Women with psoriasis have a higher risk of diabetes and high blood pressure, perhaps because of the underlying inflammation that causes the skin condition. Dr. Abrar Qureshi of Brigham and Women's Hospital and Harvard Medical School in Boston thinks psoriasis should be considered a systemic disorder, rather than simply a skin disease. Having psoriasis increases the risk that a person will also have a dangerous clustering of risk factors for heart disease and diabetes known as metabolic syndrome. People with psoriasis are at increased risk for strokes, heart disease, and circulatory problems in the legs. People with severe forms of this inflammatory skin disease psoriasis are more likely to die of heart-related causes and stroke than those without the condition. European Heart Journal, online December 27, 2009.
   People with psoriasis had higher rates of chronic lung disease, diabetes, mild liver disease, heart attack, peptic ulcer, peripheral vascular disease, kidney disease and rheumatologic disease. JAMA Dermatology, news release, Aug. 7, 2013
   Comments: Perhaps adopting an anti-inflammatory diet with high amounts of vegetables and fish and low amounts of simple carbohydrates and trans fats could reduce the risk or severity of psoriasis.

People with more severe cases of psoriasis may be at increased risk of uncontrolled high blood pressure.

Heart attack risk
Psoriasis may be an independent risk factor for heart attack, particularly in young individuals with severe cases. Psoriatics should be encouraged to aggressively address their modifiable cardiovascular risk factors. Psoriasis is a "T-helper cell disease" and heart attack has been linked to such diseases, Dr. Joel M. Gelfand, from the University of Pennsylvania in Philadelphia, and colleagues explain in the Journal of the American Medical Association.

J Am Acad Dermatol. December 2013. Meta-analysis of psoriasis, cardiovascular disease, and associated risk factors. In aggregate, psoriasis was associated with ischemic heart disease and cardiovascular risk factors.

Kidney disease
There seems to be a link between severe psoriasis and kidney disease – almost a fivefold increase in the risk of immunoglobulin A nephropathy (IgAN) and a doubling in the risk of glomerular nephritis.

People with severe cases of the skin disease psoriasis, more than 10 percent of body surface, have a shorter life span.

Natural ointments and creams
Topical application of natural honey, beeswax and olive oil mixture for atopic dermatitis or psoriasis: partially controlled, single-blinded study.
Complement Ther Med. 2003.
Dubai Specialized Medical Center and Medical Research Laboratories, Islamic Establishment for Education, Dubai, United Arab Emirates.
To investigate the effects of honey, olive oil and beeswax mixture on patients with atopic dermatitis (AD) or psoriasis vulgaris (PV). Twenty-one patients with dermatitis and 18 patients with psoriasis were entered for patient-blinded, partially controlled study; 11 patients with dermatitis used topical betamethasone esters and 10 patients with psoriasis used clobetasol propionate. Honey mixture contained honey, beeswax and olive oil (1:1:1). Mixtures A, B, and C contained honey mixture with the corticosteroids ointment in a ratio of 1:1, 2:1, and 3:1 respectively. Patients with dermatitis were subjected to controlled bilateral half-body comparison to evaluate the efficacy of honey mixture against Vaseline, or mixture A against Vaseline-betamethasone esters mixture (1:1) in patients using topical corticosteroid treatment. In patients with psoriasis, the effect of honey mixture was compared with paraffin in an individual right/left-sites comparison, or mixture A against paraffin-clobetasol propionate mixture (1:1) in patients using corticosteroid topical therapy. In dermatitis, body lesions on right or left half-body were assessed for erythema, scaling, lichenification, excoriation, indurations, oozing and itching on a 0-4 points scale. In psoriasis, lesions of selected site were assessed for redness, scaling, thickening and itching, on a 0-4 points scale. In honey mixture group, 8/10 patients with dermatitis showed significant improvement after 2 weeks, and 5/11 patients pretreated with betamethasone esters showed no deterioration upon 75% reduction of corticosteroid doses with use of mixture C. In psoriasis, 5/8 patients showed a significant response to honey mixture. In patients using clobetasol propionate, 5/10 patients showed no deterioration upon 75% reduction of corticosteroid doses with use of mixture C. Honey mixture appears useful in the management of dermatitis and psoriasis vulgaris.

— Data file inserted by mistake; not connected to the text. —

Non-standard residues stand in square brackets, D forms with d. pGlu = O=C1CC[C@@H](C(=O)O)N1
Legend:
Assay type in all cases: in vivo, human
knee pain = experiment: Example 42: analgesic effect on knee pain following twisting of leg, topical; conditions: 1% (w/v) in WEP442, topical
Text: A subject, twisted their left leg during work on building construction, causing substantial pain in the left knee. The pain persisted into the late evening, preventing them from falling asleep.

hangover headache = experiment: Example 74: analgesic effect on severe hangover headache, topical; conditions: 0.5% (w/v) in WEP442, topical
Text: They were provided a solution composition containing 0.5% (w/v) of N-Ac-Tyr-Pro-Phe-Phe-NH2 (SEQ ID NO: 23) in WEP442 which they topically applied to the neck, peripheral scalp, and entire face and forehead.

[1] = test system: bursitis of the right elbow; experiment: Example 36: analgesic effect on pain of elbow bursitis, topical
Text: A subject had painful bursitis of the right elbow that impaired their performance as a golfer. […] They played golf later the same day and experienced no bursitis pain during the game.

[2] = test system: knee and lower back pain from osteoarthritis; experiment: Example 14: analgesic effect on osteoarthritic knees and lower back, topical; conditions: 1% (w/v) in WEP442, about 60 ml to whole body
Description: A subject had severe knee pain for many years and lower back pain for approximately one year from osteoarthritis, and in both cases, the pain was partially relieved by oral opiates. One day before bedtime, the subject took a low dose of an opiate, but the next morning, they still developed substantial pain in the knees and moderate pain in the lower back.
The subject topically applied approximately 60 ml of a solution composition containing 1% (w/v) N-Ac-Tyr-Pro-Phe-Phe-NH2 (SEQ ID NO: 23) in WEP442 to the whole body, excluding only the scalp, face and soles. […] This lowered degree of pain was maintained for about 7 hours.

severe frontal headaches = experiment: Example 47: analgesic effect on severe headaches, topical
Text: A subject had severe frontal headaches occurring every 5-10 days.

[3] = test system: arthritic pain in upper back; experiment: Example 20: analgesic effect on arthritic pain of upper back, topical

Aloe vera not of benefit
A double-blind, placebo-controlled study of a commercial Aloe vera gel in the treatment of slight to moderate psoriasis vulgaris.
J Eur Acad Dermatol Venereol. 2005.
The effect of this commercial aloe vera gel on stable plaque psoriasis was modest and not better than placebo.

Other herbal treatment
2 years personal experience in anapsos treatment of psoriasis in various clinical forms
Med Cutan Ibero Lat Am. 1983.
A personal experience on 495 patients affected by several forms of psoriasis and its answer to the treatment with anapsos (Polypodium Leucotomos extract) is presented. The whitenings between 80% and 100% of the affected skin were achieved on 304 patients (61.41%); 46 patients whitened between 30% and 80% of their lesions, 15 obtained null results and only 11 had relapses. It is remarkable the high number of abandonments to treatment which came at 119 patients (24.04%) due to slowness of process and other reasons probably. The association with PUVA which shortens the treatment and gives other advantages is pointed out as positive. The average time of treatment was 6 months, and daily doses were from 80 mg. and 720 mg. depending on age, weight and treatment phase. Side effects appeared in two patients only: one with intense pruritus and the other one with gastric disturbances. In both cases, these side effects disappeared when the treatment was interrupted.